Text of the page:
- red.november


Offline November

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Re: Forno Napoletano
« Reply #30 on: February 16, 2007, 03:58:10 PM »
My arguement wasn't that there is less or more humidity that gas, but that there was the right humidity level to bake pizza napoletana. If the wood is not seasoned properly the time near the oven doesn't help much.

Marco, nobody has defined how much time the wood spends near the oven.  It could be there for weeks, which in fact could reduce the moisture by half or more.  As far as your argument goes, I don't see the connection between my reply to scpizza and "the right humidity level."

The bottom line is that gas ovens do not deliver the same quality of pizza napoletana as a wood oven, even if these are made by the same manufacturer... And by baking in the two you will realize that.

I don't recall seeing anyone trying to refute that.  All that was being compared was the moisture of the two.  No conclusions were drawn as to the quality or Neapolitan authenticity of either oven.

- red.november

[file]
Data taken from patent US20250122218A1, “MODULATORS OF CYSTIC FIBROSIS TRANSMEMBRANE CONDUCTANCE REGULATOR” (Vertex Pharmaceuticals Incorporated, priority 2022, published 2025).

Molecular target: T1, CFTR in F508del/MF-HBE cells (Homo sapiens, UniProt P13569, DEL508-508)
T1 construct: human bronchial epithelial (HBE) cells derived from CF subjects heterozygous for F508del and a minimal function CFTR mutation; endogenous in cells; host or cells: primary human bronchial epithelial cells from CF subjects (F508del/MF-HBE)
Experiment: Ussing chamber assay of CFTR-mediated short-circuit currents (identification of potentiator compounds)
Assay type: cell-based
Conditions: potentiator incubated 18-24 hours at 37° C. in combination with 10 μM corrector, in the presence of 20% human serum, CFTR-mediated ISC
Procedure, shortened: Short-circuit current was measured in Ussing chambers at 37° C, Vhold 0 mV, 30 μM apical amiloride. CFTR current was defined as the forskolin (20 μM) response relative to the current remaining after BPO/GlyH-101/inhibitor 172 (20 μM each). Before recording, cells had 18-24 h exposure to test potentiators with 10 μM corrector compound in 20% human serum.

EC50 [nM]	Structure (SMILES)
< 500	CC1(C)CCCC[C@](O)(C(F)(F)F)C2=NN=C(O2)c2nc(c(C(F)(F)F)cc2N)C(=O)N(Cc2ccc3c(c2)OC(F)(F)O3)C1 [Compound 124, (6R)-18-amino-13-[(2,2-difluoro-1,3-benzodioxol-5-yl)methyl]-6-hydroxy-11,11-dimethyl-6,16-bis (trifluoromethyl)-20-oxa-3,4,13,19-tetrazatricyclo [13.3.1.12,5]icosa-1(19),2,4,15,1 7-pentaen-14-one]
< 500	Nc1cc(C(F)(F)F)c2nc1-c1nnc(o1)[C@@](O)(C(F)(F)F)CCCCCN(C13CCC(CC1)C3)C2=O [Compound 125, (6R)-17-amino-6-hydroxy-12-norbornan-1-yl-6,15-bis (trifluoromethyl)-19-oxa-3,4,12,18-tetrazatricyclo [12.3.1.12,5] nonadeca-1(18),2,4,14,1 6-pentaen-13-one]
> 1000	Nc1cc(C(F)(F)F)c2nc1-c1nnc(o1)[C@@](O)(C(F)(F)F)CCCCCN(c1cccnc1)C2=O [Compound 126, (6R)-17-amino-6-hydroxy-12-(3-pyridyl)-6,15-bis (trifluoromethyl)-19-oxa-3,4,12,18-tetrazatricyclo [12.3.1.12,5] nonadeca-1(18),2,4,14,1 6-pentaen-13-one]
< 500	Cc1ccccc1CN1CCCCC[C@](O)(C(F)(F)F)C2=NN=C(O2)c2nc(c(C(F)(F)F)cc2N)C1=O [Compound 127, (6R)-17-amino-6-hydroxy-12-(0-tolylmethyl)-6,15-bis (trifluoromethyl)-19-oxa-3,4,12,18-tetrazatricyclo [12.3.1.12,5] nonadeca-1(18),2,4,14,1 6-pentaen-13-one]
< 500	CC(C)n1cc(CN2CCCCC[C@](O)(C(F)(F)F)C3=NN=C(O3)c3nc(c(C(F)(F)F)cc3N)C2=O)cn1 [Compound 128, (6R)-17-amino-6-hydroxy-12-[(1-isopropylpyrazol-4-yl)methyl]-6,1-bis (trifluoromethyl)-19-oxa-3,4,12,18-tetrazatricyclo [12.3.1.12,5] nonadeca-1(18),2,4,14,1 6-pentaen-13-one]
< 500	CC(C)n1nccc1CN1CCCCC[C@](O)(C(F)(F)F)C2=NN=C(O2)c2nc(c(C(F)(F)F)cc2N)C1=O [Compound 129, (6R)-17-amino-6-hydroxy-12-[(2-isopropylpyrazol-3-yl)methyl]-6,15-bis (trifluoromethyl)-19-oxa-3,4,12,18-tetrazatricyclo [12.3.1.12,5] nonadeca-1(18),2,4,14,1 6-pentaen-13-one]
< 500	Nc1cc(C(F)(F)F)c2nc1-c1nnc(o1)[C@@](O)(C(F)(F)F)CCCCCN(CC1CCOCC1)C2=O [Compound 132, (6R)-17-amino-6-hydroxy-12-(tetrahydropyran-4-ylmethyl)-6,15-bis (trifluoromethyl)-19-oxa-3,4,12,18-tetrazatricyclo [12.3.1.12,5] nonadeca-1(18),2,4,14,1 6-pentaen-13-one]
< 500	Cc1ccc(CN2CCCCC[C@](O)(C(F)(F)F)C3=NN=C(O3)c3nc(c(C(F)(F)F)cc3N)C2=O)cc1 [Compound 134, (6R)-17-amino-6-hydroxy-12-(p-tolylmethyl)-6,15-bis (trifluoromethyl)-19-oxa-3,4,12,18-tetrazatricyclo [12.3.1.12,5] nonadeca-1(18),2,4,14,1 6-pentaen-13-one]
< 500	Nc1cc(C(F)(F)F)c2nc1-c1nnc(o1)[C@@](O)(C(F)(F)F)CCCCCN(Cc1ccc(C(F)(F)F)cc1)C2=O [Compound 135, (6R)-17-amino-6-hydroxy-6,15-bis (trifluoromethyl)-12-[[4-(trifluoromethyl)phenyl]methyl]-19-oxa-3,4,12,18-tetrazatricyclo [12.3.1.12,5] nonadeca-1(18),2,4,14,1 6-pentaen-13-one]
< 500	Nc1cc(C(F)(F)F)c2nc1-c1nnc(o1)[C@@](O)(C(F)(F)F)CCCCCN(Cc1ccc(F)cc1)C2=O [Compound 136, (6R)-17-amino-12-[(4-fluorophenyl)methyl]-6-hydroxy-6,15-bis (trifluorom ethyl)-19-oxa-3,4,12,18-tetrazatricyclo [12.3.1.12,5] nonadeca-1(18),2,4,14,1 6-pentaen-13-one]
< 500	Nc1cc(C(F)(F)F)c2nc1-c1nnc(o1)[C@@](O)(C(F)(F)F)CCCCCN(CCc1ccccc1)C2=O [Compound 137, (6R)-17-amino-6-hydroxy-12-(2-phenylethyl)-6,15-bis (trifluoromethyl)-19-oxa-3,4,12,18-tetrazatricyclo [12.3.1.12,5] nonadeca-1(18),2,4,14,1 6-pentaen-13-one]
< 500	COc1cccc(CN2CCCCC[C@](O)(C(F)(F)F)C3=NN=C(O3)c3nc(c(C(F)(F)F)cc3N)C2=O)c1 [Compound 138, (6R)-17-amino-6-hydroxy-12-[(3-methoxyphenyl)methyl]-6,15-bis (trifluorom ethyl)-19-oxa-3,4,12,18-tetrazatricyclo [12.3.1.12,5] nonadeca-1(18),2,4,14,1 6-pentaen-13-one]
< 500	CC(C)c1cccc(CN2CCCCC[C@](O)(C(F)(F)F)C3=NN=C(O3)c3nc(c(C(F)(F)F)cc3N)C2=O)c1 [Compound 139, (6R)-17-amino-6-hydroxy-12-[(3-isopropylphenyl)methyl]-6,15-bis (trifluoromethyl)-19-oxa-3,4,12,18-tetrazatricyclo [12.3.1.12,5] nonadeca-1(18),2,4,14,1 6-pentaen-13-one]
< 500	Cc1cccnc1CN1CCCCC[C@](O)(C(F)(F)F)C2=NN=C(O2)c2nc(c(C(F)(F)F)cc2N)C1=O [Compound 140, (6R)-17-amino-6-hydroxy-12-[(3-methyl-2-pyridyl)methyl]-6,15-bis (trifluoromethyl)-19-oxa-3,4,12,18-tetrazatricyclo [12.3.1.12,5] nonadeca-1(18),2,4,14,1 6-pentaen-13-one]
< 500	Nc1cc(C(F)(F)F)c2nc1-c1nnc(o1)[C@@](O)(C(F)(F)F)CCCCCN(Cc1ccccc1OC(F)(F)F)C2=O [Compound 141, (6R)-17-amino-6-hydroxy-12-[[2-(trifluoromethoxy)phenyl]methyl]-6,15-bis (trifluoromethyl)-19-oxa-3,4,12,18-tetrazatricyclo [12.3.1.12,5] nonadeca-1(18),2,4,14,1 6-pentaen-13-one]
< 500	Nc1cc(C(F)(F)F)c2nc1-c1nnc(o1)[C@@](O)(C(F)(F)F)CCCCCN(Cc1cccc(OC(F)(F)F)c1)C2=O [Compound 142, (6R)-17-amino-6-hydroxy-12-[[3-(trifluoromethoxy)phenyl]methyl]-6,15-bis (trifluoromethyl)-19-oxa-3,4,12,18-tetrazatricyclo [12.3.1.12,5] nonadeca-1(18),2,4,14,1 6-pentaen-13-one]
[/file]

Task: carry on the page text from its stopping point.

Offline rdb

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Re: Forno Napoletano
« Reply #31 on: February 16, 2007, 04:25:32 PM »
"I have no dog in this fight". Matter of fact...there is no fight. I believe there is a language barrier, however.

Where November is answering a direct question as to the moistures present in various combustibles, Marco is arguing an ideal environment he feels necessary for a true Neopolitan oven.
Both are correct, in my humble opinion.

 What I am interested in, since I intend to build my own oven this spring, in the yard is  my understanding of the oven's dynamics.  My reading indicates that air and moisture enter the oven from the opening. Because of the oven's shape, the combustion of the wood, the air, and the moisture circulate throughout the oven and by thermal dynamics are led up, and forward to be vented through the chimney. This is why chimneys are not in the back of the oven...everything would leave the oven too quickly that way, without circulating.  The next thing that is considered essential is the thickness of both the floor, and the walls of the oven.